A new Texas law requiring abortion doctors to affiliate with local hospitals puts a “substantial obstacle” in the path of women seeking the procedure, a federal judge ruled, blocking its enforcement.
The measure “does not bear a rational relationship to the legitimate right of the state in preserving and promoting fetal life or a woman’s health,” U.S. District Judge Lee Yeakel in Austin said today. The provisions, part of a larger piece of legislation passed in July, were to take effect tomorrow.
The state immediately appealed the ruling, and a spokeswoman said the issue may be decided by the U.S. Supreme Court. Similar measures have been blocked by provisional courts in Alabama, Mississippi, Wisconsin and North Dakota.
Yeakel declined to void the state’s ability to enforce restrictions on using drugs to end a pregnancy, except where they would place an undue burden on a woman if a doctor determined the abortion was necessary to preserve her life or health.
Yeakel’s decision followed a 2 1/2-day trial last week.
Planned Parenthood sued Texas last month seeking to block the measures signed into law July 18 by Governor Rick Perry, a Republican.
Opposition to the legislation from state Senator Wendy Davis, a Democrat from Fort Worth, placed her in a national spotlight and became the springboard for an announcement earlier this month she would seek her parties’ nomination for governor.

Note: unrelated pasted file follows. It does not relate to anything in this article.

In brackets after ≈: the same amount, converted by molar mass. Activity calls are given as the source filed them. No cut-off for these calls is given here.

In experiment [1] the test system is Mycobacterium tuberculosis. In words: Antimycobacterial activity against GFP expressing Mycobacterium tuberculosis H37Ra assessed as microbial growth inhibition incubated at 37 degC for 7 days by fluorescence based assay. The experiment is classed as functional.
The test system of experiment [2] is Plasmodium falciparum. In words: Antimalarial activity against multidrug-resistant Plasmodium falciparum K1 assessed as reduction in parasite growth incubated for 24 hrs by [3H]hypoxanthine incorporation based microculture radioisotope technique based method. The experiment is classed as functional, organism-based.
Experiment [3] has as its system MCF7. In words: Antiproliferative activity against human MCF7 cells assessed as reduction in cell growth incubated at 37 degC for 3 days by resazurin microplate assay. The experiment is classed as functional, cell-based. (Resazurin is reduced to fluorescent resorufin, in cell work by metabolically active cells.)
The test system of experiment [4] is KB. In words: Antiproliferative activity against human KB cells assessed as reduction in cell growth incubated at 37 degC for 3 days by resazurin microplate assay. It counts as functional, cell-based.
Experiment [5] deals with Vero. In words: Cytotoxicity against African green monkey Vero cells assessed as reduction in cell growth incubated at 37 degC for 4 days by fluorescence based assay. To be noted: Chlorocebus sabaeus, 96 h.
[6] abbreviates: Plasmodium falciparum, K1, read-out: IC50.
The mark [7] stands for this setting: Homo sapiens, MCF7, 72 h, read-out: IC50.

State Attorney General Greg Abbott, a Republican and a named defendant in the lawsuit, is also running to succeed Perry.
“Today’s decision will not stop our ongoing efforts to protect life and ensure the women of our state aren’t exposed to any more of the abortion-mill horror stories that have made headlines recently,” Perry said in a statement today. “We will continue fighting to implement the laws passed by the duly-elected officials of our state, laws that reflect the will and values of Texans.”
Senator Ted Cruz of Texas, a prospective Republican presidential candidate, said in a statement, “I hope the Fifth Circuit will uphold Texas’s reasonable law protecting the health of Texas women and unborn children,” referring to the U.S. Court of Appeals in New Orleans.
“The state has already appealed the court’s ruling,” Lauren Bean, a spokeswoman for the attorney general, said in a statement. “As everyone -- including the trial court judge -- has acknowledged, this is a matter that will ultimately be resolved by the appellate courts or the U.S. Supreme Court.”
The lawsuit was filed by the New York-based American Civil Liberties Union and the Center for Reproductive Rights.